PRESCOT’S links with the slave trade more than a century ago have been made clear in ground-breaking new research.
Data gathered by a team from University College London shows how the British government used some £20m of taxpayers’ money to pay compensation to plantation owners, businessmen and merchants connected to the forced labour of African-Americans following the ending of slavery in 1833.
One of the cases involved Richard Willis, from Prescot, who was the beneficiary of two large payments concerning the fate of slaves on a couple of estates on the island of Jamaica.
Willis benefitted from an award of £866 12s 2d given to his sister-in-law Eleonora Atherton in relation to the Spring Vale Pen in St James, on the island of Jamaica.
She was entitled to claim half of the compensation for the freeing of 182 slaves at the Spring Vale estate, which was jointly registered to the heirs of E. Atherton and a William Peatt Litt in the Jamaica Almanac, published in 1828.
Under similar arrangements, Willis profited from a payment of a further £2543 4s 5d for the Green Park estate at Trelawney, which had 544 slaves.
Willis, who lived in Eccleston Street, was married to Eleonora’s sister Lucy and the family was wealthy enough to have hired servants, according to records from 1841.
Though some doubt exists over whether the data all refers to the same person, records also appear to show that he was born in Liverpool and died in Prescot in 1858.
Another case from 1836 saw £1126 3s 6d awarded over the freeing of 86 slaves at the Hartfield Estate to two mortgagees, one of them Sir Joseph Birch, who lived at Red Hazles in Prescot.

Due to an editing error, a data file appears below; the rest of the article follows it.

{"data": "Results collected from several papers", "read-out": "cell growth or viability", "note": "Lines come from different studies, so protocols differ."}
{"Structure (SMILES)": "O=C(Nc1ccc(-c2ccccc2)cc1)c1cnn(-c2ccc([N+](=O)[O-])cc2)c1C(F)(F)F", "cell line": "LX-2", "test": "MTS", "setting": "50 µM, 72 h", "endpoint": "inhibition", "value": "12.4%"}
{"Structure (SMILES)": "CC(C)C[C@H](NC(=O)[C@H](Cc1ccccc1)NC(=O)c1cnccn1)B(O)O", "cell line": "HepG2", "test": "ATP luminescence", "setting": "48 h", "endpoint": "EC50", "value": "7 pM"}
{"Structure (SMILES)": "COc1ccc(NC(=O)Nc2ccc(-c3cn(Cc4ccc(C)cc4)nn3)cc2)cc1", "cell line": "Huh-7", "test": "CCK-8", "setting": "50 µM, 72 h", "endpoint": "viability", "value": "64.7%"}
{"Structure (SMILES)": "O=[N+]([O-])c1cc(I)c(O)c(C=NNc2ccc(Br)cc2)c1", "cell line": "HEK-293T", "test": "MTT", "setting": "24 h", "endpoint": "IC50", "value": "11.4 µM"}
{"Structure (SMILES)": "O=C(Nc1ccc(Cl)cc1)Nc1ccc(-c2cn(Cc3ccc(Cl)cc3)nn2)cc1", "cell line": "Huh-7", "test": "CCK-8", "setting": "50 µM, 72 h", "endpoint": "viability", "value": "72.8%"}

Birch, who was born in 1755 and died in 1833, had extensive business interests in the Caribbean and re-made his will shortly before his death as he felt the slave trade’s abolition made Jamaica’s commercial prospects unfavourable. His son Thomas served as a Liberal MP for Liverpool.
The register of compensation payments, which shows around 4,000 estate owners and businessmen claiming money from the public purse to make up for the loss of their former property, was amassed through parliamentary records collected in the National Archive at Kew in London.
The slave trade was abolished in 1807, but freeing the thousands of slaves already working in the British Empire from their chains took a further 26 years of political effort.
For many, however, the abolition in 1833 proved to be something of a false dawn as many of the newly-freed slaves were immediately signed up for apprenticeship schemes which bound their labour once again to their former oppressors.
Similarly, iIn nearby Wigan, the town’s most wealthy and successful families prospered through the abolition of slavery.
James Lindsay, the 7th Earl of Balcarres who owned Haigh Hall, was awarded thousands of pounds by Parliament under a system which used £20m of taxpayers’ money to pay British owners and businessmen for the loss of their former property.
Following the ending of enforced slavery in the Caribbean in 1833, a system of negotiated settlements was agreed to compensate owners for the freeing of slaves and to set up a system of apprenticeships to tie the newly-freed men and women into a new system of labour.
Earl Lindsay, whose father the 6th earl was the Governor of Jamaica, being awarded money in 11 separate cases for thousands of slaves on the Caribbean island. The largest settlement saw the earl awarded £9352 14s 10d - which could be worth as much as £11m today.